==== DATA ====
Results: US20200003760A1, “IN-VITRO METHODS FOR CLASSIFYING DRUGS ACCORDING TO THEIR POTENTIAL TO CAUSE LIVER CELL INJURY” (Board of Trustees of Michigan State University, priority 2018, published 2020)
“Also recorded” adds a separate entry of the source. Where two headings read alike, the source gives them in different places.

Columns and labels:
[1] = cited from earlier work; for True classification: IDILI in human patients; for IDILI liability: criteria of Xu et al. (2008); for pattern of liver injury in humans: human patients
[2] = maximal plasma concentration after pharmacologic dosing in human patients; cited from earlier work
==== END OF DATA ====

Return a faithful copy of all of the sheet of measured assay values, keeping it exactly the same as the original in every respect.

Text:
Results: US20200003760A1, “IN-VITRO METHODS FOR CLASSIFYING DRUGS ACCORDING TO THEIR POTENTIAL TO CAUSE LIVER CELL INJURY” (Board of Trustees of Michigan State University, priority 2018, published 2020)
“Also recorded” adds a separate entry of the source. Where two headings read alike, the source gives them in different places.

Columns and labels:
[1] = cited from earlier work; for True classification: IDILI in human patients; for IDILI liability: criteria of Xu et al. (2008); for pattern of liver injury in humans: human patients
[2] = maximal plasma concentration after pharmacologic dosing in human patients; cited from earlier work